“It’s best to measure your heart rate when you are relaxed and at rest,” says Jean. “Avoid measuring your heart rate after exercising, drinking coffee, smoking a cigarette, or when feeling stressed and anxious.” [6, 8]

How can you manage your sleeping heart rate?

While it may seem largely out of your control, there are actually several ways you can ensure your sleeping heart rate is in the normal range. With a focus on engaging in healthy lifestyle habits that improve overall cardiovascular health—as recommended by the CDC and American Heart Association [11, 12] —these ideas from Jean include:

  • Exercise regularly, aiming for at least 150 minutes a week of moderate-intensity fitness and two days a week of strength training. “Being physically fit is associated with a lower resting heart rate,” Jean says.
  • Eat a healthy diet. Some examples include the Mediterranean diet, a plant-based diet, a flexitarian diet, and the DASH diet (which is a dietary approach to stopping hypertension). “You want to avoid processed foods and limit your intake of unhealthy fats,” says Jean. “A heart-healthy diet consists of fruits, vegetables, whole grains, legumes, and lean sources of protein, such as fish and poultry over red meat.”
  • Avoid nicotine.
  • Avoid caffeine before going to bed.
  • Limit alcohol intake to the recommended amount (one serving a day for women and two servings a day for men). “Alcohol in excess has been linked to poor sleep quality and insomnia,” Jean says. “You should avoid drinking alcohol before going to bed.”
  • Get the recommended seven to nine hours of sleep at night.
  • Reduce stress and anxiety. Consider yoga, meditation, therapy, and deep breathing exercises.
  • Get treatment for underlying conditions such as hypothyroidism and sleep apnea.

“Normal sleeping heart rate depends on several factors, which is why it’s important to consult with your medical provider if you have any concerns or symptoms,” Jean concludes.

FAQs

What is a good heart rate when sleeping?

During sleep, your average sleeping heart rate may decrease to below normal from 40-60 beats per minute, but this can vary from person to person depending on other factors like medical conditions or medication use.

What is an unsafe heart rate while sleeping?

Because of the wide variability in sleeping heart rate, it is not possible to state exact parameters for an unsafe heart rate while asleep. Jean, however, states anything below 30 beats per minute should be evaluated by a healthcare professional.

Is resting heart rate the same as sleeping heart rate?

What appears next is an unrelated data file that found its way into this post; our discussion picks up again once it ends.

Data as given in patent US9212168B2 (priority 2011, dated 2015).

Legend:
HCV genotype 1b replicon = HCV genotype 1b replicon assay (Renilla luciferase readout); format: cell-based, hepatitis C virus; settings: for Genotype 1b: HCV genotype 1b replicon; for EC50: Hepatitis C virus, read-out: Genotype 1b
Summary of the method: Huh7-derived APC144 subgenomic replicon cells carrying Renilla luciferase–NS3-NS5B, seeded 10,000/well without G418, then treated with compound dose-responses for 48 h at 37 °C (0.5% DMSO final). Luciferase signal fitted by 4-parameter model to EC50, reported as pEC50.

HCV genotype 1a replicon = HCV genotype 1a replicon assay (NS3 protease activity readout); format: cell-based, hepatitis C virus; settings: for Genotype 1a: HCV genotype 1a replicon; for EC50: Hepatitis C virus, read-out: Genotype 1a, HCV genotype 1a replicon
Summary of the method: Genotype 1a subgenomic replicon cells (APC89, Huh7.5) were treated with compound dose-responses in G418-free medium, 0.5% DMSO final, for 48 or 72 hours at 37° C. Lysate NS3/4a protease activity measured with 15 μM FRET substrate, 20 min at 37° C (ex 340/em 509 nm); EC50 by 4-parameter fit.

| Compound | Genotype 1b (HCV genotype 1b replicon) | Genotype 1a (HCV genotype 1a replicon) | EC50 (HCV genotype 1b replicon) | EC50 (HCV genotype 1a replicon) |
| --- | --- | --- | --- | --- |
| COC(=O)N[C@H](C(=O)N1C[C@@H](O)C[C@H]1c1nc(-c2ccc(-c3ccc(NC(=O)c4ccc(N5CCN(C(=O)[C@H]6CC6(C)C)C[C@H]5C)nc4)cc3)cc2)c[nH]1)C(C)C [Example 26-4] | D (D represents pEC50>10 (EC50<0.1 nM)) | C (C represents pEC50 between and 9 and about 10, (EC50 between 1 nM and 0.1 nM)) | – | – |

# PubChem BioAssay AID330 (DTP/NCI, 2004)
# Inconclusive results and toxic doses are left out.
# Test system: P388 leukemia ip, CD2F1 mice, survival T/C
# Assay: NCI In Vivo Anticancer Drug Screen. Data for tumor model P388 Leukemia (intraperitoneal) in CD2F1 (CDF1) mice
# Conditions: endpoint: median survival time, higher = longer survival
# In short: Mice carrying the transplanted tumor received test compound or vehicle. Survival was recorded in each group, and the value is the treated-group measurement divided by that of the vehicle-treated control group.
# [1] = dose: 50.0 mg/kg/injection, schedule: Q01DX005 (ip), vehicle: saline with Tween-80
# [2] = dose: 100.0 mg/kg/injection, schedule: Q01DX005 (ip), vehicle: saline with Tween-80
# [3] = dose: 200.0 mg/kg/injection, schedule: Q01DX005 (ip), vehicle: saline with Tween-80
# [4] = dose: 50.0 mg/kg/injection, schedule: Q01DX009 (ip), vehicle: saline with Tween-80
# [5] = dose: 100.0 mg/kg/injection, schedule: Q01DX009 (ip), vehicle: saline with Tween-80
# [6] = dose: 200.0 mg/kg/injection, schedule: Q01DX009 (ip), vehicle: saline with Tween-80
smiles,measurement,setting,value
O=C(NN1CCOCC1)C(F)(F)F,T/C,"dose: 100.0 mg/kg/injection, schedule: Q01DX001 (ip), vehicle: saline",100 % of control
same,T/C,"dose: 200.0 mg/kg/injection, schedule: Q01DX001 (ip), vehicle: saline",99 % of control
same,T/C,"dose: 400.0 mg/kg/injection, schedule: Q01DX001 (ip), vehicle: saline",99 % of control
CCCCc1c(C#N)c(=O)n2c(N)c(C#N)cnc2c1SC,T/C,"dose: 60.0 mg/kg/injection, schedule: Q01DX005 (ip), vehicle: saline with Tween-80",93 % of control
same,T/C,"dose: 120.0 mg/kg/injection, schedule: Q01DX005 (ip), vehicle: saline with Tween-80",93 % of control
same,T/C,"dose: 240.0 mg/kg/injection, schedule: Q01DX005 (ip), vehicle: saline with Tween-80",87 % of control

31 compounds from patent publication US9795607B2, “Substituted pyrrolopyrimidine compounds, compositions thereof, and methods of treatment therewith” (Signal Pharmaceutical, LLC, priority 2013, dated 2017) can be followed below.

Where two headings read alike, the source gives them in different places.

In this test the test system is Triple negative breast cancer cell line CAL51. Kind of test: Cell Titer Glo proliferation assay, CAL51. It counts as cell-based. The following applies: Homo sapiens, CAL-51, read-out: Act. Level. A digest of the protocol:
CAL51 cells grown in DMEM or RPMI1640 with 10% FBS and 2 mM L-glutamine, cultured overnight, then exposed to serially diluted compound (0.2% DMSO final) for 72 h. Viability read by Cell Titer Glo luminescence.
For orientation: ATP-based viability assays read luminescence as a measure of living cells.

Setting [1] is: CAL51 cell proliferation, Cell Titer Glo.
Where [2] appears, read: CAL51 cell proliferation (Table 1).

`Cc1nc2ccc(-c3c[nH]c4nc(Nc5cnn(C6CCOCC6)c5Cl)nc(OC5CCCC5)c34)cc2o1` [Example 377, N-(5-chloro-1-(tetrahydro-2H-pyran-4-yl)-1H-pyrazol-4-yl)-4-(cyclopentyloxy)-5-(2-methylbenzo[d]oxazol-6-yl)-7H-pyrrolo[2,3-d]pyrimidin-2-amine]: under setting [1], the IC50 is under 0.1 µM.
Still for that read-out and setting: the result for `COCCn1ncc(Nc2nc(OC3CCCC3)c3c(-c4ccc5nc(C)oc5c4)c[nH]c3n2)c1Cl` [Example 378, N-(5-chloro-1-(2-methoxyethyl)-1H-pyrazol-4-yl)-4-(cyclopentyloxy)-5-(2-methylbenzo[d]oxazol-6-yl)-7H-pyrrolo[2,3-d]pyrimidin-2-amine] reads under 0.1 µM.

These are different things. Jean says your sleeping heart rate will typically be lower than your daytime resting heart rate.

References

  1. Vandewalle G, Middleton B, Rajaratnam SM, et al. Robust circadian rhythm in heart rate and its variability: influence of exogenous melatonin and photoperiod. J Sleep Res. 2007;16(2):148-155. doi:10.1111/j.1365-2869.2007.00581.x
  2. Torpy JM, Burke AE, Glass RM. Acute Emotional Stress and the Heart. JAMA. 2007;298(3):360. doi:10.1001/jama.286.3.374
  3. Evans DL. Cardiovascular adaptations to exercise and training. Vet Clin North Am Equine Pract. 1985;1(3):513-531. doi:10.1016/s0749-0739(17)30748-4
  4. Sajjadieh A, Shahsavari A, Safaei A, et al. The Association of Sleep Duration and Quality with Heart Rate Variability and Blood Pressure. Tanaffos. 2020;19(2):135-143.
  5. Azza Y, Grueschow M, Karlen W, Seifritz E, Kleim B. How stress affects sleep and mental health: nocturnal heart rate increases during prolonged stress and interacts with childhood trauma exposure to predict anxiety. Sleep. 2020;43(6):zsz310. doi:10.1093/sleep/zsz310
  6. American Heart Association. All About Heart Rate (Pulse). https://www.heart.org/en/health-topics/high-blood-pressure/the-facts-about-high-blood-pressure/all-about-heart-rate-pulse
  7. Avram R, Tison GH, Aschbacher K, et al. Real-world heart rate norms in the Health eHeart study. NPJ Digit Med. 2019;2:58. Published 2019 Jun 25. doi:10.1038/s41746-019-0134-9
  8. CDC. Target Heart and Estimated Maximum Heart Rate. https://www.cdc.gov/physicalactivity/basics/measuring/heartrate.htm
  9. Trinder J, Kleiman J, Carrington M, et al. Autonomic activity during human sleep as a function of time and sleep stage. J Sleep Res. 2001;10(4):253-264. doi:10.1046/j.1365-2869.2001.00263.x
  10. Gula LJ, Krahn AD, Skanes AC, Yee R, Klein GJ. Clinical relevance of arrhythmias during sleep: guidance for clinicians. Heart. 2004;90(3):347-352. doi:10.1136/hrt.2003.019323
  11. CDC. Prevent Heart Disease. https://www.cdc.gov/heartdisease/prevention.htm
  12. The American Heart Association. The American Heart Association Diet and Lifestyle Recommendations. https://www.heart.org/en/healthy-living/healthy-eating/eat-smart/nutrition-basics/aha-diet-and-lifestyle-recommendations
  13. Waldeck MR, Lambert MI. Heart rate during sleep: implications for monitoring training status. J Sports Sci Med. 2003;2(4):133-138. Published 2003 Dec 1.
  14. Zwillich C, Devlin T, White D, Douglas N, Weil J, Martin R. Bradycardia during sleep apnea. Characteristics and mechanism. J Clin Invest. 1982;69(6):1286-1292. doi:10.1172/jci110568
  15. Jean-Louis G, Zizi F, Clark LT, Brown CD, McFarlane SI. Obstructive sleep apnea and cardiovascular disease: role of the metabolic syndrome and its components. J Clin Sleep Med. 2008;4(3):261-272.
  16. American Heart Association. Bradycardia: Slow Heart Rate. https://www.heart.org/en/health-topics/arrhythmia/about-arrhythmia/bradycardia–slow-heart-rate
  17. Korthuis RJ. Skeletal Muscle Circulation. San Rafael (CA): Morgan & Claypool Life Sciences; 2011. Chapter 4, Exercise Hyperemia and Regulation of Tissue Oxygenation During Muscular Activity. Available from: https://www.ncbi.nlm.nih.gov/books/NBK57139/
  18. Chang KM, Wu Chueh MT, Lai YJ. Meditation Practice Improves Short-Term Changes in Heart Rate Variability. Int J Environ Res Public Health. 2020;17(6):2128. Published 2020 Mar 23. doi:10.3390/ijerph17062128